House automation was just taken to next level in New Zealand with the launch of Ring doorbell, an Internet-connected doorbell with some nifty features.
Indoor cameras aren't unheard of and those of you with an inclination for tinkering could probably come up with an Internet-connected doorbell based on one of many low cost electronics kits available in the market today but Ring makes it so much easier to install and interact with one of those things we take for granted in our houses.
The Ring doorbell is very easy to setup. Everything you need is in the box and you can easily install it yourself in as little as five minutes. The Ring doorbell comes with a base plate that can be attached to wood, brick and other types of walls by mean of screws and anchors supplied in the box. You even find a small level that can be attached to the template to make sure it's completely level before you start the work with the screwdriver (also supplied).
You can charge the Ring doorbell via USB or wire it to the mains (if replacing an existing wired doorbell). The guide says we can expect battery life to be between six months an a year, depending on usage. The device communicates via WiFi (2.4 GHz) so enough coverage around the area where it's being used is a must. You attach the Ring doorbell to the face plate and use a special screwdriver to make sure it's locked in place by using small security screws.
On the back of the device you will find an orange button, used to reset and pair it with your mobile account. Once you press the button it will be visible so that you can then use your smartphone to connect to it and configure access point information and account settings.
Once in place, visitors need only push the button to have it fire a notification to your mobile device, while making an unmistakable doorbell noise. Once the notification is presented on your smartphone you can tap on it and instantly see the visitors and even talk to them thanks to its built-in speaker and microphone. I know it works like that because I actually had the chance to talk to two teenagers who approached our door - while I was in Auckland, hundreds of kilometres away. I can say they got a big surprise when the doorbell started "talking" back to them.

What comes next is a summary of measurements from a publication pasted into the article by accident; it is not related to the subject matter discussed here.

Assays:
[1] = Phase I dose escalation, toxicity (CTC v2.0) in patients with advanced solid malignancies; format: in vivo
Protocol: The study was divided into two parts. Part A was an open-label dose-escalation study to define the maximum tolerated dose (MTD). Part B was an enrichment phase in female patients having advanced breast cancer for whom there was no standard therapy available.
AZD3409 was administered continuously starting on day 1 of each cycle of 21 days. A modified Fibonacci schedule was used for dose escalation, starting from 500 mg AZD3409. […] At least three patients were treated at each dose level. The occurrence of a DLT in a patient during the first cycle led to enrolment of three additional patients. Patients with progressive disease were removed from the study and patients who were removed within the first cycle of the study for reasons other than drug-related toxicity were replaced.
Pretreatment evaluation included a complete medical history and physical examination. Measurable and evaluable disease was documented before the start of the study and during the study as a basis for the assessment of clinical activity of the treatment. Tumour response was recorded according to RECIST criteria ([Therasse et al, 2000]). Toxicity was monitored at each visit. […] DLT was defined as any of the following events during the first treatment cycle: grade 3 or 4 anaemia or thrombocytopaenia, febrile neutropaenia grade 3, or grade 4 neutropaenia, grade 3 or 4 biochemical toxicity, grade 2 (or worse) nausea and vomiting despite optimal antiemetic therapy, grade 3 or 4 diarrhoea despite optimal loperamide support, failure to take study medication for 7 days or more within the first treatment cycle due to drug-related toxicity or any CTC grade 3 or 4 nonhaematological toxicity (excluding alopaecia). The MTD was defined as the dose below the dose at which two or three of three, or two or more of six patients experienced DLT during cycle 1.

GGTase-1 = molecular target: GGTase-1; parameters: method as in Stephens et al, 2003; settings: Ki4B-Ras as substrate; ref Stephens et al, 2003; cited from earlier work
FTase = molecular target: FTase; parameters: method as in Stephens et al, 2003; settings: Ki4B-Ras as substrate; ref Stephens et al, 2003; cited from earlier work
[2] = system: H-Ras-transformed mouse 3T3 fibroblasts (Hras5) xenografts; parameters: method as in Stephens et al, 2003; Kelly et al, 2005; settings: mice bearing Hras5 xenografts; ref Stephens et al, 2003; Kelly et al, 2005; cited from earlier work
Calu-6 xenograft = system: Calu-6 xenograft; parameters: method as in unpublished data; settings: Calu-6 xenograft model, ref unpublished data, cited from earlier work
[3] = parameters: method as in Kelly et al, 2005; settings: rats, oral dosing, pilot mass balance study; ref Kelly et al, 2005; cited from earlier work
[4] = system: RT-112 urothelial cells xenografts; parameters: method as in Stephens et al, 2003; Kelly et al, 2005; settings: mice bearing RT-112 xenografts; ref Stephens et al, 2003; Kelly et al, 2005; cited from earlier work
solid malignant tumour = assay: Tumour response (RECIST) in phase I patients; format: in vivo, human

If you worry about having your smartphone off or in another room you can easily add a "ringer" device to to your setup. Simply connect to your account and plug it somewhere where you will hear it - in the kitchen for example. Again, you need WiFi coverage for this device to work. The ringer device is an add-on and is powered by the mains in your house.
You can easily add your Ring account to services such as IFTTT and have actions happen when someone pushes the button - in addition to receiving the notification. You can for example have Philips Hue lights turn on or change colours if someone push the button, or send an email notification and so on - pretty much limitless possibilities.
If you pay as small fee all these interactions are stored in the cloud and can be downloaded at any time. If you rather not use this subscription-based service you will still receive notifications but will only have access to the live stream, as it happens.
The Ring can be configured for motion detection as well, and the applications allows you to setup this in a way that will only trigger the notification if movement happens in some specific area or distance from the camera.
The camera records 720p video with a 180 degrees field and works in the dark as well thanks to infrared LEDs. It can be used outdoors as it is completely sealed - although I couldn't find a specific IP rating for the device.
As I said if you are technically inclined and a tinkerer then you could probably do a project and create a connected doorbell but reality is that you can't beat a five minute install and something that just works.